Thursday, 30 August 2007

Banking on Trouble in the GCC

Many of us have been lured by the ridiculously attractive home finance offers from banks to buy in this “dream” development or that. Many of us have been too eager to sign on the dotted line. Home buyers should exercise prudence so that their dreams don’t turn into nightmares. To be fair, this writer believes that the first thing a person should invest in after securing her family’s education and health needs is a home, as long as she is not duped into committing her family’s financial future to amateur banks’ unrealistic offers.

There are over fifty banks operating in the UAE as well as about a dozen “independent” financiers who will gladly visit you in the convenience of your office or home just to get you to commit to a multimillion dirham loan. These loans could go for periods that extend to up to a quarter of a century and with a “low” interest rate of down to 6%.

The trouble with banks is two fold. First some of them are operating on the brink of financial disaster and second they could take you down with them. Standard and Poor’s recently warned that GCC banks and especially those in the UAE have been “over speculating[1]” when it comes to the real estate sector and if there was a banking crisis then it will damage the entire economy of the country. It is common knowledge that central banks in the GCC aren’t doing their jobs by regulating the sector; proof of which can be seen in the last stock market surge in which leverage was given by “respected and established” local and foreign banks with minimal collateral to buy shares in an already heated and about to explode stock market. Readers can also check the financial performance of banks and insurance companies who have suffered in the financial year 2006 because a large portion of their income a year earlier basically came from lending to stock investors as well as investing heavily in equities themselves. A recent report by the Abu Dhabi based National Investor reveals that some UAE banks “were allowing investors to borrow as much as 99 dirhams for every one dirham they invested in an IPO.”[2] These banks claim[3] to be ready for Basel 2.0 next January when they haven’t even implemented Basel Beta.

Are you willing to tie your family’s future to such unprofessional institutions?

According to an AP report 1,200 prisoners, about 40% of Dubai jail’s population, are serving time for not repaying banks their loans, most of which go for cars and homes. With Dubai Bank’s “generous” (as one radio host referred to it) offer of 99% finance (Mashreq offers 90% only) on Dubai Properties homes (read parent company) it won’t be a surprise if by the end of this year Dubai jails will have to make room to accommodate more defaulters[4]. It sadly seems that local and international banks have not learnt their lesson from the Madhav Patel case when 14 GCC financial institutions[5]loaned him AED1 Billion on nothing more than empty promises, these banks now expect the toothless central banks to assist them in recovering their money. One could ask, is there simply too much money in the region that some are just giving it away?

One would expect that banks would be lining up to make use of the recently established Emcredit bureau, the UAE's first credit agency by the Dubai Economic Department, and yet seven months after its launch only nine banks out of 53 were “in the process of joining.[6]” This reflects very poorly on their commitment to the soundness of the UAE economy, transparency claims and above all your hard earned cash. Perhaps Emcredit should also start assessing credit worthiness of banks so that consumers are made aware of their financial risk before depositing money in them.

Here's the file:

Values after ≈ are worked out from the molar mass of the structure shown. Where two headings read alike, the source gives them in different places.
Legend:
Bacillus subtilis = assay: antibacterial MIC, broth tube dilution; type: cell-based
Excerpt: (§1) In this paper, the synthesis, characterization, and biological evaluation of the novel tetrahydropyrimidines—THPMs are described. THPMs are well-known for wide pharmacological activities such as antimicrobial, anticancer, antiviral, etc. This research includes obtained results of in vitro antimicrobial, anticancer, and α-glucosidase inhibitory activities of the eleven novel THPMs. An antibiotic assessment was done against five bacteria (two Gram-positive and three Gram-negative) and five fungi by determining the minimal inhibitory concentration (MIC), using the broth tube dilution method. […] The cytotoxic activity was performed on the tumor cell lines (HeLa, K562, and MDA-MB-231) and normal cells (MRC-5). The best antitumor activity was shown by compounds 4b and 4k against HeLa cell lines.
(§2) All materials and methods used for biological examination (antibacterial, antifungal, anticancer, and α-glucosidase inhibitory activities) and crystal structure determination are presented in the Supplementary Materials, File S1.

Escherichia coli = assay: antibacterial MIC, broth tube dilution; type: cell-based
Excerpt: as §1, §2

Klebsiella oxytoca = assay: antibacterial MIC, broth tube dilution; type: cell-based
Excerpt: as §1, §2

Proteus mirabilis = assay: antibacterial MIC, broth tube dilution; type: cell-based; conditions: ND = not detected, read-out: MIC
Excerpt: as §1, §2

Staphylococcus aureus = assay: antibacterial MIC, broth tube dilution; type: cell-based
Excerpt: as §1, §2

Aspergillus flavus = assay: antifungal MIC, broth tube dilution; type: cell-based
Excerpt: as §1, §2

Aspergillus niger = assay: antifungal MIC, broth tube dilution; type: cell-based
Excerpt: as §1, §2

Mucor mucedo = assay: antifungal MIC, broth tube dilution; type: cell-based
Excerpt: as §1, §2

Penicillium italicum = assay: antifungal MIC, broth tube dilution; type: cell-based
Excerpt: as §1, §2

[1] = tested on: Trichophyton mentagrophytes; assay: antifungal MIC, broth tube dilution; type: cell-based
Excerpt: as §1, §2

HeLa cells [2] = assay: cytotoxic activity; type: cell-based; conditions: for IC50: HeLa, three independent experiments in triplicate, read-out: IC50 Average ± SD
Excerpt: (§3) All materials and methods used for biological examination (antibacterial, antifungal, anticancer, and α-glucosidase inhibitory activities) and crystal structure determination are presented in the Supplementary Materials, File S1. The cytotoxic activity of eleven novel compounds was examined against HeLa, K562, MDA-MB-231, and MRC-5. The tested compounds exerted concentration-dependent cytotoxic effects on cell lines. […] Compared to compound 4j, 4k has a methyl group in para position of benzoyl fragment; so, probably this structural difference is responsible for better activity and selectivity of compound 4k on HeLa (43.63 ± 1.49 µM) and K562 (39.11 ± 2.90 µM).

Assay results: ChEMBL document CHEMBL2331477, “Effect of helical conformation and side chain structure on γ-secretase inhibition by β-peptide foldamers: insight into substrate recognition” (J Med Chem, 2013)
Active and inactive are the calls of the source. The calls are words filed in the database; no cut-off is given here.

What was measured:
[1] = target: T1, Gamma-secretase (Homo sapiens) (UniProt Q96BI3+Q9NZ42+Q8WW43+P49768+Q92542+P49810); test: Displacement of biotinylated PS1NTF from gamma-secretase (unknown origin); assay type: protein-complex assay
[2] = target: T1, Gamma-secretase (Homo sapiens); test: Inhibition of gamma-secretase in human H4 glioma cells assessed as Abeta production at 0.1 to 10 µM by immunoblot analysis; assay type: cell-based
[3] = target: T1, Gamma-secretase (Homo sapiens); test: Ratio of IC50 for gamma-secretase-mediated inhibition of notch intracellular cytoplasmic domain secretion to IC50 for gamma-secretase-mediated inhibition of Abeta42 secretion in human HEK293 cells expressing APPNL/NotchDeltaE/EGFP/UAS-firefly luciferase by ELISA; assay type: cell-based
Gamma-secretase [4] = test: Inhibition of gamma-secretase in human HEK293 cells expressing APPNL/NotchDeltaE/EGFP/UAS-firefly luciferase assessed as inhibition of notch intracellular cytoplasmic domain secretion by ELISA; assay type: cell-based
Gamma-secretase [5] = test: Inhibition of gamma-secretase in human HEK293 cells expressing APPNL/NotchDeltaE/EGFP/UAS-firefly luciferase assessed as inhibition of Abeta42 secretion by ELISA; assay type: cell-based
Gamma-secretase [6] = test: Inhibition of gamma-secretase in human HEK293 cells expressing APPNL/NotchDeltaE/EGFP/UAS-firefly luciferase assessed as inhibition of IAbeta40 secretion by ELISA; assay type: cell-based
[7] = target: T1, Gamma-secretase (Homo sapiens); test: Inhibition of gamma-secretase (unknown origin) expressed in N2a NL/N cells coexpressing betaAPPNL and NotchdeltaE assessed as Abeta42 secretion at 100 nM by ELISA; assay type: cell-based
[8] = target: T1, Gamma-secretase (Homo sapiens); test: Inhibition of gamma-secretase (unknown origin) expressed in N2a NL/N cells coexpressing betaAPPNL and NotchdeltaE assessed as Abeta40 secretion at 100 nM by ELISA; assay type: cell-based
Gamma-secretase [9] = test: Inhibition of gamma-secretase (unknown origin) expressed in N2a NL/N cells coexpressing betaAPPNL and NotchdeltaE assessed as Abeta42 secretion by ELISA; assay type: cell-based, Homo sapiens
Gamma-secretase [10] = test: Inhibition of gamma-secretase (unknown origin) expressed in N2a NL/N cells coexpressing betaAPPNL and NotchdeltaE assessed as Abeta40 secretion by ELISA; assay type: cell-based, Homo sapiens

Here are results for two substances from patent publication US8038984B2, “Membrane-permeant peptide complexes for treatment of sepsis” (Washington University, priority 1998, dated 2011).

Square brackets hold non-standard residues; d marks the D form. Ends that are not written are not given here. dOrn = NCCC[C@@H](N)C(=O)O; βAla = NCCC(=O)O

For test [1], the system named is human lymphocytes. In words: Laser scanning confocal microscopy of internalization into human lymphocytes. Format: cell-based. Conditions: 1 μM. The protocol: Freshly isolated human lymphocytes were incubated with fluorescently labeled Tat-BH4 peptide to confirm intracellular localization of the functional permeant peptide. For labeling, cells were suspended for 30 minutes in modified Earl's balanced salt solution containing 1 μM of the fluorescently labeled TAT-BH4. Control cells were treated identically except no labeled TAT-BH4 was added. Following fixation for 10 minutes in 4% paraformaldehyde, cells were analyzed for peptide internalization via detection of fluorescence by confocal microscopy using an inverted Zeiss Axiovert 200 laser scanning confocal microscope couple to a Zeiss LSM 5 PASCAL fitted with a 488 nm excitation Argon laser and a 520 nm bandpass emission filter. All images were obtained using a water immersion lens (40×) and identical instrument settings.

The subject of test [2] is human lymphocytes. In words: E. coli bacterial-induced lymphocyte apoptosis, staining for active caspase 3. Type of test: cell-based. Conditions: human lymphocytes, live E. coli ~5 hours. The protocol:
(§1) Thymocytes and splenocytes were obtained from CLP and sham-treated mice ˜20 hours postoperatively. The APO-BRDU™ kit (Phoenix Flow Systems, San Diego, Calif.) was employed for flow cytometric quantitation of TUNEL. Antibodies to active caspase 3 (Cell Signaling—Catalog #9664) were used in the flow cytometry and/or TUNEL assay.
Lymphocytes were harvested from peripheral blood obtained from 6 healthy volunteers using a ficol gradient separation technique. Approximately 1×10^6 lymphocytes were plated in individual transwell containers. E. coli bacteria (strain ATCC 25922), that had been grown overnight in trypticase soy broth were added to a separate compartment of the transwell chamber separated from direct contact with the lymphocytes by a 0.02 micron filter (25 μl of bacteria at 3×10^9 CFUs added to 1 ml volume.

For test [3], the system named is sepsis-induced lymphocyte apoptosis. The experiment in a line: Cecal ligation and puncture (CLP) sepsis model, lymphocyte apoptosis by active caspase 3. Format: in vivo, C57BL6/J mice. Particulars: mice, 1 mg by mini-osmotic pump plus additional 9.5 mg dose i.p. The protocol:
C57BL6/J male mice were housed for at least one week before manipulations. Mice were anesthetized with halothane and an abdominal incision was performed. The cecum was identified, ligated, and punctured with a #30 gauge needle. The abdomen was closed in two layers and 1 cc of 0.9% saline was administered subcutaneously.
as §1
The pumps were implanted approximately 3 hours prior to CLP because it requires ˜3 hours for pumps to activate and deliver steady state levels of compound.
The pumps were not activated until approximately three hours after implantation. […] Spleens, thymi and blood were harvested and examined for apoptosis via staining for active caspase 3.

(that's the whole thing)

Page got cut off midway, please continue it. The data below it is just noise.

Although this article doesn’t tackle non-banking finance institutions it is safe to assume that the risk of using them is compounded primarily due to the relatively smaller asset base they hold.

What should you do?

An Arabic saying goes "Stretch your legs only to the length of your quilt", i.e. don’t spend beyond your means. Stick to banks with larger asset bases and/or credible government shareholding levels. Try to pay back the mortgage as early as possible no matter what penalty clauses your bank threatens to enact. Keep in mind that high finance rates of 80% and above only tie you and your family up for a life time to institutions that are highly exposed to several classes of risk and incompetence.

[1]http://www.zawya.com/Story.cfm/sidZAWYA20070430092506

[2] http://www.gulf-times.com/site/topics/article.asp?cu_no=2&item_no=158890&version=1&template_id=48&parent_id=28

[3]http://www.zawya.com/story.cfm/sidZAWYA20070708031707

[4]http://seattletimes.nwsource.com/html/nationworld/2003744014_debtors12.html

[5] http://tradearabia.com/news/newsdetails.asp?Sn=LAW&artid=123495

[6] http://www.zawya.com/story.cfm/sidZAWYA20070511110900

3 comments:

Farid Gasim - VE said...

I agree in some ways, and would
merely add by stating the lack of 'risk assessment' and 'equity evaluation' knowledge that the public understands. It would make sense for banks to alter their approach towards 'educating' rather than 'selling'.

But again, as Henry Ford stated "Common sense ain't that common".

Anonymous said...

Dear Sultan, I'm very happy for you that things are going well and your articles are quite inspireing. I welcome your frontal approach of life into business. Will follow your articles. Many regards. Willy.

Anonymous said...

http://www.youtube.com/watch?v=_dmPchuXIXQ&mode=related&search=